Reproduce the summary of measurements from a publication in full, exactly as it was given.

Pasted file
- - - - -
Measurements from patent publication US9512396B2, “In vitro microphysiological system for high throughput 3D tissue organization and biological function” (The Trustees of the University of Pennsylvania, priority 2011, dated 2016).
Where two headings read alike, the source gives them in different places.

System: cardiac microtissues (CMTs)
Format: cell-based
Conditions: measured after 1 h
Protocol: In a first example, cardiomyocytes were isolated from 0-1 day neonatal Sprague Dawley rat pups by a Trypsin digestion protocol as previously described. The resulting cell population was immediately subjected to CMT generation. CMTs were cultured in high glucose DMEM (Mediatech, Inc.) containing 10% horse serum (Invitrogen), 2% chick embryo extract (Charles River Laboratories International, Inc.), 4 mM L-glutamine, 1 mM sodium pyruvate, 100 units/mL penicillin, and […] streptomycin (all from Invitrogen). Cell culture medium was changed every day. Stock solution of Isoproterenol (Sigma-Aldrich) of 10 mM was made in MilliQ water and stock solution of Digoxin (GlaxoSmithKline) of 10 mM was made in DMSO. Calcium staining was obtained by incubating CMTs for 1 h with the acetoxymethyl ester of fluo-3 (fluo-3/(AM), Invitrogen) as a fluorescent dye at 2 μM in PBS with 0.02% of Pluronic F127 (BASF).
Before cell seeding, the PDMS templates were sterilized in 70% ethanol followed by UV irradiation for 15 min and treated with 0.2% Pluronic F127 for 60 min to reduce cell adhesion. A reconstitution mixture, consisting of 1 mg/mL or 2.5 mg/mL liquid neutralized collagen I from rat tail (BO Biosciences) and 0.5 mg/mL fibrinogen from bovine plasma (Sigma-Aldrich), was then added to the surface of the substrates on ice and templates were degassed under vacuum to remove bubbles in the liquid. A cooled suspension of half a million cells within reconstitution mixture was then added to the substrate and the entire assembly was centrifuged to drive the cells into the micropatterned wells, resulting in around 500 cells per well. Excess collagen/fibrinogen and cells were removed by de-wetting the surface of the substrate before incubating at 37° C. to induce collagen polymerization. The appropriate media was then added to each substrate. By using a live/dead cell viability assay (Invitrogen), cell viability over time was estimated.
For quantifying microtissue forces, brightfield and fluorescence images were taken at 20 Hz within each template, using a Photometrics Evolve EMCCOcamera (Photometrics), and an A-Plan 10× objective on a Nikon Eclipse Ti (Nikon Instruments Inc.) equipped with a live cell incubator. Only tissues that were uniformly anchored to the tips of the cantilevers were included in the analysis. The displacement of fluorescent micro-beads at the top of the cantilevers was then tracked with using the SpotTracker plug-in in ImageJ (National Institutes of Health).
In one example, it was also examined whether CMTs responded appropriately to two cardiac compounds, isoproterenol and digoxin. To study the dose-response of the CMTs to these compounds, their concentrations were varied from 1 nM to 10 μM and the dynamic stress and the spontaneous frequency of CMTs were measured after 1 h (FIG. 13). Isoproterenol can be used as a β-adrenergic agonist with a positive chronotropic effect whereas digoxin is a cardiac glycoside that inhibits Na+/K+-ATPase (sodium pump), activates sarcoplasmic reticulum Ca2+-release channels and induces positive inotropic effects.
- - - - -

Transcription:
Measurements from patent publication US9512396B2, “In vitro microphysiological system for high throughput 3D tissue organization and biological function” (The Trustees of the University of Pennsylvania, priority 2011, dated 2016).
Where two headings read alike, the source gives them in different places.

System: cardiac microtissues (CMTs)
Format: cell-based
Conditions: measured after 1 h
Protocol: In a first example, cardiomyocytes were isolated from 0-1 day neonatal Sprague Dawley rat pups by a Trypsin digestion protocol as previously described. The resulting cell population was immediately subjected to CMT generation. CMTs were cultured in high glucose DMEM (Mediatech, Inc.) containing 10% horse serum (Invitrogen), 2% chick embryo extract (Charles River Laboratories International, Inc.), 4 mM L-glutamine, 1 mM sodium pyruvate, 100 units/mL penicillin, and […] streptomycin (all from Invitrogen). Cell culture medium was changed every day. Stock solution of Isoproterenol (Sigma-Aldrich) of 10 mM was made in MilliQ water and stock solution of Digoxin (GlaxoSmithKline) of 10 mM was made in DMSO. Calcium staining was obtained by incubating CMTs for 1 h with the acetoxymethyl ester of fluo-3 (fluo-3/(AM), Invitrogen) as a fluorescent dye at 2 μM in PBS with 0.02% of Pluronic F127 (BASF).
Before cell seeding, the PDMS templates were sterilized in 70% ethanol followed by UV irradiation for 15 min and treated with 0.2% Pluronic F127 for 60 min to reduce cell adhesion. A reconstitution mixture, consisting of 1 mg/mL or 2.5 mg/mL liquid neutralized collagen I from rat tail (BO Biosciences) and 0.5 mg/mL fibrinogen from bovine plasma (Sigma-Aldrich), was then added to the surface of the substrates on ice and templates were degassed under vacuum to remove bubbles in the liquid. A cooled suspension of half a million cells within reconstitution mixture was then added to the substrate and the entire assembly was centrifuged to drive the cells into the micropatterned wells, resulting in around 500 cells per well. Excess collagen/fibrinogen and cells were removed by de-wetting the surface of the substrate before incubating at 37° C. to induce collagen polymerization. The appropriate media was then added to each substrate. By using a live/dead cell viability assay (Invitrogen), cell viability over time was estimated.
For quantifying microtissue forces, brightfield and fluorescence images were taken at 20 Hz within each template, using a Photometrics Evolve EMCCOcamera (Photometrics), and an A-Plan 10× objective on a Nikon Eclipse Ti (Nikon Instruments Inc.) equipped with a live cell incubator. Only tissues that were uniformly anchored to the tips of the cantilevers were included in the analysis. The displacement of fluorescent micro-beads at the top of the cantilevers was then tracked with using the SpotTracker plug-in in ImageJ (National Institutes of Health).
In one example, it was also examined whether CMTs responded appropriately to two cardiac compounds, isoproterenol and digoxin. To study the dose-response of the CMTs to these compounds, their concentrations were varied from 1 nM to 10 μM and the dynamic stress and the spontaneous frequency of CMTs were measured after 1 h (FIG. 13). Isoproterenol can be used as a β-adrenergic agonist with a positive chronotropic effect whereas digoxin is a cardiac glycoside that inhibits Na+/K+-ATPase (sodium pump), activates sarcoplasmic reticulum Ca2+-release channels and induces positive inotropic effects.